That’s right. Home builders are going into the single family rental business one nail at a time. They building new homes from scratch and either selling them to investors or renting them out and managing them through a subsidiary.
With inventories of foreclosures and short sales at multi-year lows, their timing is perfect. Single family vacancy rates are down and rents are up. Now investors find themselves competing for tenants with apartments, hundreds of homes owned by hedge funds, investment properties owned by other small investors and homes designed to be rentals and managed by the builders who built them.
There’s nothing terribly new about building single family homes to be rented out and for years builders rented out a handful of homes they had a hard time selling. However, the single family rental market, initially a way to create demand for foreclosures and provide needed rental housing, has become the fastest growing rental category. Some 27 percent of renters now live in single family homes and the number continues to grow. Building homes for rent is growing too.
Five Percent of New Home Construction
In 2011, when foreclosures were plentiful and home builders were hurting for work, homes built-for-rent accounted for 5.35 percent of new home construction. According to data from the Census Bureau’s Quarterly Starts and Completions by Purpose and Design, the market share of single-family homes built for rent, as measured on a one-year moving average, stands at 5.1 percent for the third quarter of 2012. This is only slightly lower than the recent peak of 5.35 percent set at the beginning of 2011, and is considerably higher than the 20-year average of 2.7 percent.
In 2011, however, heads turned when Beazer Homes formed a REIT to buy and then rent single-family homes. The Atlanta-based company joined with buyout firm Kohlberg Kravis Roberts & Co. to form the REIT, which eventually plans to go public.
“It’s not a short term, opportunistic thing,” Allan Merrill, Beazer Homes’ chief executive, told the Wall Street Journal. “It’s not buy as many as you can, lever it up as far you can, and flip them as soon as you can. It’s building a durable rental stream.”
As of last May, Beazer already had accumulated 192 single-family homes in the Phoenix and Las Vegas areas—more than 10 percent of them houses the company built and sold in the first place. Most were purchased at steep discounts from their original prices through foreclosure auctions, short-sales or other distressed home-buying strategies.
Those homes will go into the new company, dubbed Beazer Pre-Owned Rental Homes Inc., which hopes to expand beyond Phoenix and Las Vegas to at least one other, as-yet unidentified market. Within two years, Beazer said the number of rental homes under the new REIT’s control could number in the thousands.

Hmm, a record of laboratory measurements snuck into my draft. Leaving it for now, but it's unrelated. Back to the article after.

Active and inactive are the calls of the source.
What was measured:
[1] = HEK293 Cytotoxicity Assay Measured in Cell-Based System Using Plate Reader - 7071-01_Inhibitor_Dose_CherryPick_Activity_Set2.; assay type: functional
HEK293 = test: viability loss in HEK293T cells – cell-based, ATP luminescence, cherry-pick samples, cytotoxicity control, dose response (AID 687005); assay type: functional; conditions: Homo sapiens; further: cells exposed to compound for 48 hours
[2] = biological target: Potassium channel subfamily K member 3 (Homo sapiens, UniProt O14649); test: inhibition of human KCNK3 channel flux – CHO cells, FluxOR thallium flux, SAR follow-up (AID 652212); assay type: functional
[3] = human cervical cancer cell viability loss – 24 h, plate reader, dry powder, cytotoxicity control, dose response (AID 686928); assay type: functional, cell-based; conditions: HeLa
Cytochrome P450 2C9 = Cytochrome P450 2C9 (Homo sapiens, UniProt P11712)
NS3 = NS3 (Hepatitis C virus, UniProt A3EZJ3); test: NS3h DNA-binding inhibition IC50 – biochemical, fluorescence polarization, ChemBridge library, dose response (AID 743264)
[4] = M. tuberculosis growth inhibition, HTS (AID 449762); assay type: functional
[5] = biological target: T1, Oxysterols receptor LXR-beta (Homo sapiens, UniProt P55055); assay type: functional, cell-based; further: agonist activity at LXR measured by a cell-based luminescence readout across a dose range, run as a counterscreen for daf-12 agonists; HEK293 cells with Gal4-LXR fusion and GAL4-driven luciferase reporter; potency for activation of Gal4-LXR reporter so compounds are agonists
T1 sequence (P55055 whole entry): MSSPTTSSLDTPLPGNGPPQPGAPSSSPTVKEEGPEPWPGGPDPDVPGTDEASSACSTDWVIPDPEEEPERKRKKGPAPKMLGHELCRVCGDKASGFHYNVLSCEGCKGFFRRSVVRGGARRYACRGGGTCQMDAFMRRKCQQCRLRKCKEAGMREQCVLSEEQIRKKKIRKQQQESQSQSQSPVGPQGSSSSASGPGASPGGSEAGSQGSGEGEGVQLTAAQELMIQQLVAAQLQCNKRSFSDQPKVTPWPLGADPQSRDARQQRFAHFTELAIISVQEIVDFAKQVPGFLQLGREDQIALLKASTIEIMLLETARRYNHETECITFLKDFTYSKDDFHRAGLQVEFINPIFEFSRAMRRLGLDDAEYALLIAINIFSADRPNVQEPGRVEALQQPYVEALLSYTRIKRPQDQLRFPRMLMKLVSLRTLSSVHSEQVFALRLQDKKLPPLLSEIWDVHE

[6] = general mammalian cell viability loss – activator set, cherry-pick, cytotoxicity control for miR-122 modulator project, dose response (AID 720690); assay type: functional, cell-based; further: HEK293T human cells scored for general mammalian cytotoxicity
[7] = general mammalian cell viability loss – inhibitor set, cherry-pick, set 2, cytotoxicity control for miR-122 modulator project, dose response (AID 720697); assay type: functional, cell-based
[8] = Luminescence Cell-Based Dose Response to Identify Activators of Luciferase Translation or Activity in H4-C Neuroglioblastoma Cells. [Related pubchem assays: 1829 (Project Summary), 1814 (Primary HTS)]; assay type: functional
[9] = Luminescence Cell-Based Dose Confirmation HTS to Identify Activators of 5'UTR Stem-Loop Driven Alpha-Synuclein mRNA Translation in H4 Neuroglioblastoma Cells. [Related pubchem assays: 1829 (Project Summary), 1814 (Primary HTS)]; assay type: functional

In for the Long Haul
“You walk into these homes and it has the feel, smell and look of a reconditioned home,” said Patrick Whelan, the new company’s chief executive, a veteran of the rental-apartment business. “We’re delivering the message of, ‘you don’t need to worry about the stability of the landlord and of the property you want to rent for the next three years.’ ”
Another entrant in the built-for-rent market is Jacksonville Wealth Builders, which had been buying foreclosed homes to sell to investors. So many investors are pursuing bank-owned homes to operate as rentals that it’s pushed prices as high as it would cost to build them, so the company began building from scratch.
With demand for single-family rentals on the rise, Jacksonville Wealth Builders has turned its attention to buying foreclosed residential lots, building rental homes to sell to investors, renting the homes and providing property management services.
“We’re starting to see prices go much higher [on foreclosed homes],” said Greg Cohen, Jacksonville Wealth Builders managing partner told the Jacksonville Business Journal. “We’ve basically bought 95 percent of our properties through [the Multiple Listing Service] and the connections we have, but those opportunities aren’t there as much.”
The Rent-to-own Option
One option that turns renters into owners is rent-to-own programs that reduce carrying costs on unsold inventory and helps convert more homes to sales. Some builders have a separate division to handle the rental side of their business, while others prefer to work with customers on a case-by-case basis. T&M Building Co. of Torrington, Conn., and Classic Communities Corp. of Harrisburg, Pa., are two examples.
Renters sign a use-and-occupancy agreement that allows them to live in the home until they can refinance it and take T&M out of the equation. In most cases, customers are able to purchase their home after renting for one year. Occasionally it takes two years. Customers can also elect to sign a conventional lease, but they always have the option to buy.